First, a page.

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Hydrangeas are a unique plant known for having large blooms of various colours. Many people think of the stunning pinks and blues for which they are known. But how do they get that way?
There are different varieties of hydrangeas, and they require different growing conditions. Some, like the bigleaf varieties, or mophead, can thrive in almost any soil conditions. However, the colour of the flowers is indicative of the soil type.
- Blue flowers are the epitome of acidic soil, something achieved with ericaceous compost.
- Pink flowers are the epitome of alkaline soil.
- Purple flowers are somewhere in between and the exact shade you get is a reflection of the pH in your soil
Know your Variety
There is no variety of hydrangea that absolutely needs ericaceous compost, as they can get along quite well in almost any conditions, but it does bring with it some benefits.
Now, this is something you only get with the mophead varieties, those that start out with some shade of pink or blue. If you have a different variety, such as one which produces white flowers, the ericaceous compost won’t alter the bloom colour.
You can purchase ericaceous compost in garden centres or make your own by adding acidic compost and material to the soil each season.
- This specialist Ericaceous Compost has been blended to provide the right acidic soil conditions needed for optimum growth
- Specifically designed for plants like Rhododendrons, Azaleas, Camellias, Heathers, Magnolias, Blueberries and similar.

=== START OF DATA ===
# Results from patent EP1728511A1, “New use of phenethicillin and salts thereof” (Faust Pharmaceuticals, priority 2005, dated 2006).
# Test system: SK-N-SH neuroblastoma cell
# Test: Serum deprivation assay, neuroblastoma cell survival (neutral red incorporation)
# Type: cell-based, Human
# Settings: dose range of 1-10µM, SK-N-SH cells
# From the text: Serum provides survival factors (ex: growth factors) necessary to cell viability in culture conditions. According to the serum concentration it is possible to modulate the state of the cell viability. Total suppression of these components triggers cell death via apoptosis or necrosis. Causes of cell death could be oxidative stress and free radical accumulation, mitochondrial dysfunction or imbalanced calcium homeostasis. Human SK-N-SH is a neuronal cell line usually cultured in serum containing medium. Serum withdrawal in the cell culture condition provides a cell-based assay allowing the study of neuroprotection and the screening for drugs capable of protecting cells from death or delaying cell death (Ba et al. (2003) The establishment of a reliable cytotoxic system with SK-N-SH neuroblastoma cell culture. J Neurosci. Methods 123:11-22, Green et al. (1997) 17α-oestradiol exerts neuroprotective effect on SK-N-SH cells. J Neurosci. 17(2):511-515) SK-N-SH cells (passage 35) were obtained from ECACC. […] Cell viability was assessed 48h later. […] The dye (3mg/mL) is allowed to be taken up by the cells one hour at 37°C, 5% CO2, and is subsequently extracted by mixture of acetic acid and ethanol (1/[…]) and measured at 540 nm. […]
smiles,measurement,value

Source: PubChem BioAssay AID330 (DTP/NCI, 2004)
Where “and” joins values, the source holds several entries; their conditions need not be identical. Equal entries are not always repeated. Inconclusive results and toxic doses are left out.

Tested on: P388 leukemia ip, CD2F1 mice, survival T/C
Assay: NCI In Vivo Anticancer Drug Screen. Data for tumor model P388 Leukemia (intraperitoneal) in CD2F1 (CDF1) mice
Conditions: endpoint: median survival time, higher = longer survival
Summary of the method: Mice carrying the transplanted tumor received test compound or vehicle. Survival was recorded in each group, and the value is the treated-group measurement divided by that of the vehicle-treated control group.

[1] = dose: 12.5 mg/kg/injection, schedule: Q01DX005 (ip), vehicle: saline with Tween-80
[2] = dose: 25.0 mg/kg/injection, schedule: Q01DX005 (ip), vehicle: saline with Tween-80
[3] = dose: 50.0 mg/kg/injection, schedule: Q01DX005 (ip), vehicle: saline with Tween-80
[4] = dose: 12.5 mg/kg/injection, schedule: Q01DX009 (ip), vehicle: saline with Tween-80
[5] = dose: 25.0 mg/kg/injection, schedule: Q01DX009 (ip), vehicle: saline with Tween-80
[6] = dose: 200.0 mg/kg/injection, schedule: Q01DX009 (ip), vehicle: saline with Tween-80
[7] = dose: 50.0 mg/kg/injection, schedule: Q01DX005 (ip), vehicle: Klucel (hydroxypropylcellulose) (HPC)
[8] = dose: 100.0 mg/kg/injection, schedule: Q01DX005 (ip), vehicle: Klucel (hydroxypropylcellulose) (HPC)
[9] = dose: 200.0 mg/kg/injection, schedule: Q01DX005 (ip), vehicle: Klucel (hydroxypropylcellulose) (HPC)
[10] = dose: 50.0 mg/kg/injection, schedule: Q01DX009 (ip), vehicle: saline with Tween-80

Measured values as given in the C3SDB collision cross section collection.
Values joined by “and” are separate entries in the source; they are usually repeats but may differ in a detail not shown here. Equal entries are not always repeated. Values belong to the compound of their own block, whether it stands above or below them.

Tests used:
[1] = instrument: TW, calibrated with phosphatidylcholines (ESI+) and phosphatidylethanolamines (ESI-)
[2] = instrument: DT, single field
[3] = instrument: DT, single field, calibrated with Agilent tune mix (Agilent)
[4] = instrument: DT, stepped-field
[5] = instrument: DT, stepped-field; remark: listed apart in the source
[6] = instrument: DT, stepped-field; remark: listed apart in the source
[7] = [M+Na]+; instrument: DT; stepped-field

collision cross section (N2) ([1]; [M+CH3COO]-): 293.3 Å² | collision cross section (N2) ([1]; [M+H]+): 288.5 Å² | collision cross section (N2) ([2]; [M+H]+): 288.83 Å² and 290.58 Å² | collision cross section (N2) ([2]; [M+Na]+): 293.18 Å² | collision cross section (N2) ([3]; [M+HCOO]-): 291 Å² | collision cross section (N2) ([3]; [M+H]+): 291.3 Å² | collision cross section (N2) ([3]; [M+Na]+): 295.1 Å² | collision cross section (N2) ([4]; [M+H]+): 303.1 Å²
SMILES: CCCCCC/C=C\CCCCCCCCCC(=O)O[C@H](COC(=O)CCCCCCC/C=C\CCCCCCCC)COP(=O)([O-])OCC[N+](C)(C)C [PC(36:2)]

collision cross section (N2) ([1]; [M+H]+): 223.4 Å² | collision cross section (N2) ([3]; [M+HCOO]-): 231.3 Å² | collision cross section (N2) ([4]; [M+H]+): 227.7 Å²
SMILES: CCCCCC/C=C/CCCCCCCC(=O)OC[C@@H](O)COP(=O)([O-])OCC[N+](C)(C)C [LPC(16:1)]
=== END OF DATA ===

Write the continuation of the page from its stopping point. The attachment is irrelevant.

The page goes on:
- It is a general purpose compost, so use for potting on or taking cuttings. Contains 20% Forest Gold wood fibre, which reduces the amount of peat used, and opens the structure up.
- Also includes starter fertiliser and some slow release feed too, so need to feed for 10-12 weeks after potting.
- Supplied as 60L bag delivered direct to your door for ultimate convenience free of charge!
Test the Soil
If you want to change the flower colour you are getting, you can add ericaceous compost to the mix.
You can test the level of pH in your soil with an at home test kit. This will tell you to what degree you need to modify the soil with ericaceous compost.
Once you have the numbers, and you know what needs to be changed, you can add ericaceous compost to the soil before you plant a new hydrangea, and then each year if you are adding to a potted plant, and of course, seasonally when the hydrangea is in bloom.
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If you have heavily alkaline soil and you want to keep it acidic for your blooms, you will need to do so every year. Your garden soil will naturally revert to its original level of pH. One alternative is to grow your hydrangeas in pots or containers so that you have better control from the start over the pH levels.
Overall, hydrangeas can certainly benefit from ericaceous compost from time to time, especially if you are growing a variety whose bloom colours you can control.
Last update on 2021-12-03 / Affiliate links / Images from Amazon Product Advertising API